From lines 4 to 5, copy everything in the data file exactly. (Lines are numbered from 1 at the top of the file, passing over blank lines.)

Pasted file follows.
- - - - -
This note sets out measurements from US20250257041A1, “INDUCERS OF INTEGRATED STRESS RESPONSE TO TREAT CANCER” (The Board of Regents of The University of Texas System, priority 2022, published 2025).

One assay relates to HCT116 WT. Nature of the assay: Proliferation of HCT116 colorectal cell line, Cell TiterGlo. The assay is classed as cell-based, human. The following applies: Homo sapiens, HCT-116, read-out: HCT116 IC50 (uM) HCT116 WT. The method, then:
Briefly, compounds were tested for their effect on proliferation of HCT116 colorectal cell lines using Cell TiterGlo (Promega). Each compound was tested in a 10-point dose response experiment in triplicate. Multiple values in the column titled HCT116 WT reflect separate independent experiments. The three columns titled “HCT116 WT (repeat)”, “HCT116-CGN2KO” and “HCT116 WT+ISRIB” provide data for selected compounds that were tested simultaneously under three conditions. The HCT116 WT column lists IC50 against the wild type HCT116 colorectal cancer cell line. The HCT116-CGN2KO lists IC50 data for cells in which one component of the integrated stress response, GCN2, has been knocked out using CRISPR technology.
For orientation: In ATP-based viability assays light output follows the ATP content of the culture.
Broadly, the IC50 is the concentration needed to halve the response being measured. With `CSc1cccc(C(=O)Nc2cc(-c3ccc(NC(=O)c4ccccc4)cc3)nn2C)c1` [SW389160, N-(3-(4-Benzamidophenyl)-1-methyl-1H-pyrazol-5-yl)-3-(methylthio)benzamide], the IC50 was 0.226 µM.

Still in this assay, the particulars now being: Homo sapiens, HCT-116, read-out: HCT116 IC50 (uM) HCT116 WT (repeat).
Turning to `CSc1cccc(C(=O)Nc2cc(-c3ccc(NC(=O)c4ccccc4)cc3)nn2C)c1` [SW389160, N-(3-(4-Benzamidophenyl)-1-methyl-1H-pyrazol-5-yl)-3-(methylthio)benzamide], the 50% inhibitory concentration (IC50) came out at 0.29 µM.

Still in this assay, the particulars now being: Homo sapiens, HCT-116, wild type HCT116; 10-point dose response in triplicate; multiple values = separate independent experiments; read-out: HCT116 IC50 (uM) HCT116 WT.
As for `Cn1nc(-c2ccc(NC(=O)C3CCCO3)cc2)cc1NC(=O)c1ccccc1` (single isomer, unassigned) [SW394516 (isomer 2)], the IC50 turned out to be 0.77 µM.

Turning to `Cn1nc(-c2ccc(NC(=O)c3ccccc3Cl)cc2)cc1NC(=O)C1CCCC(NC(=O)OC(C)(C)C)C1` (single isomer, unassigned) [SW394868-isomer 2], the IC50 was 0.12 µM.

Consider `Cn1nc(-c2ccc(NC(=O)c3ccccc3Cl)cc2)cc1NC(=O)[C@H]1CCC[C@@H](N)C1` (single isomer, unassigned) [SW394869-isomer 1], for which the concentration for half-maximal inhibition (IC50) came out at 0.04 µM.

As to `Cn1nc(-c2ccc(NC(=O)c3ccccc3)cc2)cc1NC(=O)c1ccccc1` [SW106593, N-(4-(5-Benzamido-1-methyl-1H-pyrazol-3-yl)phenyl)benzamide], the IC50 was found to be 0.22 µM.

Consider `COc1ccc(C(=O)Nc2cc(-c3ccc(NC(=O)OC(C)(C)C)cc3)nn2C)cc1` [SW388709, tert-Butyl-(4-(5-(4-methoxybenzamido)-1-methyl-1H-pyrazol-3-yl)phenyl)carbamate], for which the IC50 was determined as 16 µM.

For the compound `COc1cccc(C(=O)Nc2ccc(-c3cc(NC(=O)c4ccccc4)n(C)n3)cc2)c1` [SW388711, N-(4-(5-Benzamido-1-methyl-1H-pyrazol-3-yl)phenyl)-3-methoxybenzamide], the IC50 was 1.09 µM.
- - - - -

For orientation: In ATP-based viability assays light output follows the ATP content of the culture.
Broadly, the IC50 is the concentration needed to halve the response being measured. With `CSc1cccc(C(=O)Nc2cc(-c3ccc(NC(=O)c4ccccc4)cc3)nn2C)c1` [SW389160, N-(3-(4-Benzamidophenyl)-1-methyl-1H-pyrazol-5-yl)-3-(methylthio)benzamide], the IC50 was 0.226 µM.